22. Oh no, now we’ve got Grace Versus Works in our mix. Making it less finite on the issue, there are Christians who do believe in the Works! Ohhh no! Ask a Catholic if God’s grace alone will get you out of Hell, and for maximum effect, do this during their confessions, ejaculations, or communions. Also recommended: interrupt the reading of the Last Rites of a dying Catholic and ask “Is this stuff really necessary?”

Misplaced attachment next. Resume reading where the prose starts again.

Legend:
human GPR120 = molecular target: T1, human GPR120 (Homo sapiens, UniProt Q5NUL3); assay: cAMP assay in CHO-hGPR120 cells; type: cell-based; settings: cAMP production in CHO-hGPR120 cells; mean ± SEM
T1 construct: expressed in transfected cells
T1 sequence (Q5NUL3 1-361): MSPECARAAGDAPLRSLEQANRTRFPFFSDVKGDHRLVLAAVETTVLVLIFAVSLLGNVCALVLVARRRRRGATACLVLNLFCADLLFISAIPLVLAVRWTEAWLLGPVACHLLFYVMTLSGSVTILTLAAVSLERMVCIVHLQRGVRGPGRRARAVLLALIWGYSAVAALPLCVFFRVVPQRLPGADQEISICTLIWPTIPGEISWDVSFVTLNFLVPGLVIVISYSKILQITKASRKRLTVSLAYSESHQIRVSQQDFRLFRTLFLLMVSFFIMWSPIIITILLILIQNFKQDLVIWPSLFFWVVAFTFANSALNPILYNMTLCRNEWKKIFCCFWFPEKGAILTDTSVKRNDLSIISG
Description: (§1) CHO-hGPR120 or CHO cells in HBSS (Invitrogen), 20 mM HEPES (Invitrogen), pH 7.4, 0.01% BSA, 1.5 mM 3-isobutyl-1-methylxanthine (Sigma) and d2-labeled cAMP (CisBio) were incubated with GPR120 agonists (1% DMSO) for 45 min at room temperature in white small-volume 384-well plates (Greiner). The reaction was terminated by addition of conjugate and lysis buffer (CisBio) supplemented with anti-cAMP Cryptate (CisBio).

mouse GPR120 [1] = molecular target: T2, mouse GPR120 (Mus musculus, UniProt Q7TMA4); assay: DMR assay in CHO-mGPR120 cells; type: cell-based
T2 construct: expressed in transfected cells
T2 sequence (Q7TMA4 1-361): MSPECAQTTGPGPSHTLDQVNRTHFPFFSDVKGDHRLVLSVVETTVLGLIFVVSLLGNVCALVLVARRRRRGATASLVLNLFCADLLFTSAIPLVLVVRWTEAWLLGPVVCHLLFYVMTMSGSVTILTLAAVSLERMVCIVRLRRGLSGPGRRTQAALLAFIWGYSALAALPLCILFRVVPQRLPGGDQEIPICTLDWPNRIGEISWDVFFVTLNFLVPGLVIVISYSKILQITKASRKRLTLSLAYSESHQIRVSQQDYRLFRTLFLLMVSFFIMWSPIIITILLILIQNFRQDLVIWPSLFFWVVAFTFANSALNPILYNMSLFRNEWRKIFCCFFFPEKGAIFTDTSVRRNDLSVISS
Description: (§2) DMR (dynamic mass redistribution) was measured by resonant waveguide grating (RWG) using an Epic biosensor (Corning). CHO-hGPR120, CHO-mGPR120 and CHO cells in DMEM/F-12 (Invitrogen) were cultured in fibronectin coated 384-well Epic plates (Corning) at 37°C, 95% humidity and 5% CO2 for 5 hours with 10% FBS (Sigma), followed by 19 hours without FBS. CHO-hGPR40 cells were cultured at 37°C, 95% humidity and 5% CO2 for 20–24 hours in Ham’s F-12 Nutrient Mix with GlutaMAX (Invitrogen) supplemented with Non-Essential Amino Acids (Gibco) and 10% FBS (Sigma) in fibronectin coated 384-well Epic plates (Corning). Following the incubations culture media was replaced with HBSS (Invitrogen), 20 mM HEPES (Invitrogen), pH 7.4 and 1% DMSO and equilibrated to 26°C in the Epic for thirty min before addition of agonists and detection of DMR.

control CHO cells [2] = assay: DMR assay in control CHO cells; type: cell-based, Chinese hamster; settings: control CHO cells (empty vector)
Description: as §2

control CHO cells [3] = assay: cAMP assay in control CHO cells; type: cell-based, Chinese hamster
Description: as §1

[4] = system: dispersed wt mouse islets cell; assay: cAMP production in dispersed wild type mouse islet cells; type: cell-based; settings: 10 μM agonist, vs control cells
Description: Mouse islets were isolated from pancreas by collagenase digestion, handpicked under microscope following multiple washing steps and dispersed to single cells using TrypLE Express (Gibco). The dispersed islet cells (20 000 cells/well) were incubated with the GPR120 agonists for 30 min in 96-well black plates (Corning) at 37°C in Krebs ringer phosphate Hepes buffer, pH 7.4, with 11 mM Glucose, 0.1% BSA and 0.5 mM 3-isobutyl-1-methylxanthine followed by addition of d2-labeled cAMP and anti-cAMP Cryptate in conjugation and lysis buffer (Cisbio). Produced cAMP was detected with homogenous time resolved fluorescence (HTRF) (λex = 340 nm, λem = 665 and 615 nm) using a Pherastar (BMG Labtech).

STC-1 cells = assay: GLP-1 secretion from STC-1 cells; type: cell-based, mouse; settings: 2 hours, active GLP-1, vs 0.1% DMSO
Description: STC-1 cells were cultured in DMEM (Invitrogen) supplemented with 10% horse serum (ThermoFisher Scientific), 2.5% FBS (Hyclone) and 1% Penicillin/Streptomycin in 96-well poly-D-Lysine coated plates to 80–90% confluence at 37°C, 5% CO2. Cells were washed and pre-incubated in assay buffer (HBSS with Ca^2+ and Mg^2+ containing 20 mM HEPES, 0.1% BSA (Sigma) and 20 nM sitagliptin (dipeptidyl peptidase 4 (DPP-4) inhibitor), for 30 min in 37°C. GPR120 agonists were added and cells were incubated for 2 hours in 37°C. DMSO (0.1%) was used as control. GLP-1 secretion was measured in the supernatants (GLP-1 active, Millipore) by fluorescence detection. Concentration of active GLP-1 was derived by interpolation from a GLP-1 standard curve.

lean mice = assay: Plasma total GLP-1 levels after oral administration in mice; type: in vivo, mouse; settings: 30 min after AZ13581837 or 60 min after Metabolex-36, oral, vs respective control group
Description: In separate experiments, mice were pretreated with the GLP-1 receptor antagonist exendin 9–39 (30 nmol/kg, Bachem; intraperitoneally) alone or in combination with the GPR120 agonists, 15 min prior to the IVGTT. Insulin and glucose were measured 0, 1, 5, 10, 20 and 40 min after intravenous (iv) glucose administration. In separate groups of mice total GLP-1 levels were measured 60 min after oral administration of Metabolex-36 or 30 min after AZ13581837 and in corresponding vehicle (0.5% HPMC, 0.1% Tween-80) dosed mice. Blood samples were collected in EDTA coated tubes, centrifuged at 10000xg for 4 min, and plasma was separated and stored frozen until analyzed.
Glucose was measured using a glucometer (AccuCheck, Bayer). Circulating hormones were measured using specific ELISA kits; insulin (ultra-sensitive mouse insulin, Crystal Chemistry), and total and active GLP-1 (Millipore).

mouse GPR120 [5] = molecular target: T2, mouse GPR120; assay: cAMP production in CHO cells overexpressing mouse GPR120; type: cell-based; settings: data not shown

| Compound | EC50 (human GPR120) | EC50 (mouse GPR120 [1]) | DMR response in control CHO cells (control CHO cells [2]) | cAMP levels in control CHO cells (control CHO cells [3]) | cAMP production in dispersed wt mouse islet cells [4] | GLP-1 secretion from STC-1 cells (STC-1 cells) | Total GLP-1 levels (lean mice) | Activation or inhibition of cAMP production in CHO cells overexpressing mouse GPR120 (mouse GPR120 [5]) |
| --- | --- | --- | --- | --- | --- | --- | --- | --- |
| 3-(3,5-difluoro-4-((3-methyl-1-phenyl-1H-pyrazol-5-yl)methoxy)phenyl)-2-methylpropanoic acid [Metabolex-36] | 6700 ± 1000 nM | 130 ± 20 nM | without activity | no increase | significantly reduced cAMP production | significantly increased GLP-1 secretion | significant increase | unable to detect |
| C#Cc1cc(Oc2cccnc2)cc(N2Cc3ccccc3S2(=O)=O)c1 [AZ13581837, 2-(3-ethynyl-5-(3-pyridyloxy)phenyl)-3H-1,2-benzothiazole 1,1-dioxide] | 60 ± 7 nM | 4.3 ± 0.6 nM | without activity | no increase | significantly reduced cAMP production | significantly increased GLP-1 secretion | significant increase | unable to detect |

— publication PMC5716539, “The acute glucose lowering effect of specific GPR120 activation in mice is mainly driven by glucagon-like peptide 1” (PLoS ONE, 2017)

Focusing on Roman Catholicism: There is a matter of progression due to one’s knowledge, growth, and correspondence with the Trinity, and this begets need for the order of pontiffs, the saints, and the Superfriends: the Apostles and the Virgin Mary. These are examples of people who have taken the Church of Peter and it’s faith and used it for the beneficence of mankind. (An important aside: do others within other faiths, who’ve commited incredible works in the name of their god, exist to be such examples to us, in understanding our own particular faith? Catholics say no way, but me? Oh yeah definitely. Eric’s example of such was the Muslims. I do know Mohammed was pretty awesome, although not a Son of God, an incredible prophet and forever (Yes, forever) influential in Middle Eastern society. An example of piety and devotion applicable to anyone seeking to further their own disciplines. Both Judiaism and Islam view Jesus as such: an incredibly gifted mystic who must be respected for this rare talent. Rattling of a few other choice ones real quick here: The Bible’s own Daniel (ack Nebuchadnezzar!), Jalaluddin Rumi, Thomas Aquinas, Lao Tse, the obligatory Siddhartha Guatama, and Spongebob Squarepants.)